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A proposal to outsource a water-rate study eddied around the Administration and Public Works (APW) Committee and into City Council, where it was stopped by a procedural dam. City staff had proposed hiring Malcolm Pirnie, Inc., to update its 2009 study of the City’s water rates and fees, at a cost of about $22,000. The 2009 study had recommended three options for increasing water rates to Evanston consumers (rates for water provided to other municipalities are governed by their contracts with the City of Evanston).
At Administration and Public Works, Junad Rizki, a frequent critic of Council spending and policies, said, “I think [the study] is a total waste of the taxpayers’ money – money to do a study of a study… [Instead], a study needs to be done on the economic viability of the water department.”
Alderman Ann Rainey, 8th Ward, said, “It is interesting to listen to [Mr. Rizki] because I was going to ask a facetious question. … We’re probably going to endorse the study and probably not going to agree with the rate increase.” She asked what the point would be of paying for advice Council would in all likelihood reject. “I’m not going to say the words, ‘I agree with Junad,’ but I am going to come very close. … I think this is a questionable study.”
Dave Stoneback, superintendent of the City’s Utilities Department, said the City opted for a three-tiered rate increase recommended in the 2009 study but has implemented only one rate increase so far – a 10 percent hike last year. “We indicated that we would be back again this year, requesting a 5 percent increase and then a 3 percent increase.” He said that a study of the 2009 study would also take into account potential capital projects and figure the cost of those into a recommended rate hike or series of rate hikes.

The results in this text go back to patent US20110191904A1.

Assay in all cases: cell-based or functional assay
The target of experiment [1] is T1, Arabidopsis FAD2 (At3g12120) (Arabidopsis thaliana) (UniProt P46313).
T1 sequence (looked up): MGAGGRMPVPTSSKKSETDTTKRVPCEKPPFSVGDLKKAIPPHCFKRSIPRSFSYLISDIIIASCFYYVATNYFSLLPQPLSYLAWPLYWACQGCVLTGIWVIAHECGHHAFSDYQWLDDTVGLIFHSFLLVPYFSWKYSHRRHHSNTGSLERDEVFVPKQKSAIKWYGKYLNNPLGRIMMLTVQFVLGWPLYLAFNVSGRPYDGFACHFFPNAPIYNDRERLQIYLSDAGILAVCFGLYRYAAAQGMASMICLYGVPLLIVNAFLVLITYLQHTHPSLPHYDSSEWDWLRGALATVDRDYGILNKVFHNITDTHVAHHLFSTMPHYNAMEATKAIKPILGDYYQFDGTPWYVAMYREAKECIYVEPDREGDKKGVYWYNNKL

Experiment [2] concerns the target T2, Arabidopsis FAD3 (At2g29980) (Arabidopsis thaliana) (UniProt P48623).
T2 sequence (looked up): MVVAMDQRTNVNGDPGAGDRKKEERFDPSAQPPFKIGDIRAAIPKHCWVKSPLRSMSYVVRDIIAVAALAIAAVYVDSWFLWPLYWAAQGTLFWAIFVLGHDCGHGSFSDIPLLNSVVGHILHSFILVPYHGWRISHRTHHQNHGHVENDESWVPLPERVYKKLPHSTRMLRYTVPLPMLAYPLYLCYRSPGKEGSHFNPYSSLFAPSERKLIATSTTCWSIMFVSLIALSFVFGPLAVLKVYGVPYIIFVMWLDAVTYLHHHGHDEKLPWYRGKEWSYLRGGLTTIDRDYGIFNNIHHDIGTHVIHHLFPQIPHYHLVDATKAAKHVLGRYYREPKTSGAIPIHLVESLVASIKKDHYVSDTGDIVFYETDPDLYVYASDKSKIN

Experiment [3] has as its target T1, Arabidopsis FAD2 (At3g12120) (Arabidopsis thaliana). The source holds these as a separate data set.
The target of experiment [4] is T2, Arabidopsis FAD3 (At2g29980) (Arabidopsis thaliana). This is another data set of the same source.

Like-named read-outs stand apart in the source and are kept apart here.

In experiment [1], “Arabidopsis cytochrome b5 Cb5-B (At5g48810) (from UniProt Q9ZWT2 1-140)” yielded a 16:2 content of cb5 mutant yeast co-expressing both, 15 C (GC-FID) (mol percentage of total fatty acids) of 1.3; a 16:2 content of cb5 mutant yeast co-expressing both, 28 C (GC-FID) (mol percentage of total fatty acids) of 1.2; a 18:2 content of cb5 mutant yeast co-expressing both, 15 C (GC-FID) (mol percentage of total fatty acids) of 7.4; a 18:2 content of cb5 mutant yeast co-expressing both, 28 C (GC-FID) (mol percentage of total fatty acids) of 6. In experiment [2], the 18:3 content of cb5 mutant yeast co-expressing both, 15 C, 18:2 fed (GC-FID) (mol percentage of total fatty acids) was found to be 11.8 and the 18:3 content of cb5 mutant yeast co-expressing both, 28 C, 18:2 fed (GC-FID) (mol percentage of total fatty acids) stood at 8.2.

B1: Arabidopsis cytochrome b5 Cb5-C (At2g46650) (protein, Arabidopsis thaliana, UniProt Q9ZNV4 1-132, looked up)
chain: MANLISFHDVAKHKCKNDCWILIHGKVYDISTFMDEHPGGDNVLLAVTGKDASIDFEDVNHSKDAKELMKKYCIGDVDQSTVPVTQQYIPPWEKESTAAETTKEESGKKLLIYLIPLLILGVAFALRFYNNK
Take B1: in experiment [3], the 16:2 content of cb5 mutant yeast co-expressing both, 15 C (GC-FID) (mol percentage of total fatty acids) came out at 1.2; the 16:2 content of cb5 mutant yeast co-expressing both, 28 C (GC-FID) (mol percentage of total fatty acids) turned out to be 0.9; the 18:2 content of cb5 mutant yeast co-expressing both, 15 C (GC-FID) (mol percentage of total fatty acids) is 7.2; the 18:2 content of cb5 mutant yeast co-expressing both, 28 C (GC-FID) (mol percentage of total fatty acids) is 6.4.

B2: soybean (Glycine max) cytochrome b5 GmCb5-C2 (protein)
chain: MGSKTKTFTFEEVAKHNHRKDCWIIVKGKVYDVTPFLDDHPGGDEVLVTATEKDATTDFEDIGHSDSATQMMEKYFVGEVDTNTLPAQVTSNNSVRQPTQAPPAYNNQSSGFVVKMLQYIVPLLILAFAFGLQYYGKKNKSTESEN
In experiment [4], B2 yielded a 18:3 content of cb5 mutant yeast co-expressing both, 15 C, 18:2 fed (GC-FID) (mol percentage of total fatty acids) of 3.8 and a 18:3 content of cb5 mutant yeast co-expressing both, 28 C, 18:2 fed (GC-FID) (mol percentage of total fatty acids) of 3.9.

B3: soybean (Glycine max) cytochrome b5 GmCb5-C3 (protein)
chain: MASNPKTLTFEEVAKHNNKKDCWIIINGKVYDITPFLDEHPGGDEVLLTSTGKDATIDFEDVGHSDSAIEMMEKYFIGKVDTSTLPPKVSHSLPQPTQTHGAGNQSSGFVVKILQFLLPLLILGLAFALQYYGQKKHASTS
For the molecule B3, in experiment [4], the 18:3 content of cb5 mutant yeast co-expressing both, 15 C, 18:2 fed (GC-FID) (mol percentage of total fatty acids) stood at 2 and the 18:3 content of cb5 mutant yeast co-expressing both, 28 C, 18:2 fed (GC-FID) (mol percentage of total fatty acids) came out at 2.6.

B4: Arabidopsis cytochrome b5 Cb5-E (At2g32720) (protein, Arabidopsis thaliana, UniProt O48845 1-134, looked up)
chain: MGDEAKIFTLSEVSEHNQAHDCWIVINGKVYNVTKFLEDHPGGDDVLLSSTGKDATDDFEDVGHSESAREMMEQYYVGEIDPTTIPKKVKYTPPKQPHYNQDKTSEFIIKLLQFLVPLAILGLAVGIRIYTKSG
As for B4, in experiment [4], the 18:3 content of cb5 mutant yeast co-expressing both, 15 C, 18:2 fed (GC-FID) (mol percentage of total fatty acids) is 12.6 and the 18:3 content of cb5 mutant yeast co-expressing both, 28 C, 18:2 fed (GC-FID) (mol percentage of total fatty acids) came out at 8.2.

Mr. Stonebeak also said that the water department conducted last year’s study and could conduct another in-house study this year. “We need a study every year,” he said.
The study made it out of committee on a 2-1 vote with Ald. Rainey voting no while Aldermen Peter Braithwaite, 2nd Ward, and Delores Holmes, 5th Ward, voted to fund the study.
At City Council, Ald. Rainey said, “I gave some thought to this and I just think this is a waste of money [and] not necessary at this time.” No one else added further comment, but apparently both Alds. Holmes and Braithwaite had given it some more thought between A&PW and Council as well. They both joined Ald. Rainey in voting no.
The other three aldermen present – Mark Tendam, 6th Ward; Coleen Burrus, 9th Ward; and Judy Fiske, 1st Ward, – voted in favor of the outsourced study.
With a 3-3 vote, Mayor Elizabeth Tisdahl was ready to break the tie, but Ald. Rainey raised a point of order citing a “little-known” City Council rule requiring five aldermen to vote in favor of an ordinance in order for it to pass. Sure enough, Council Rule 18.3 provides: “All ordinances and authorizations to expend or disburse monies shall be passed only by a roll-call vote, duly recorded (five (5) votes).”
The motion failed. The water department will once again be conducting its own water rate study updating the 2009 Water Cost of Service Rate and Fee study.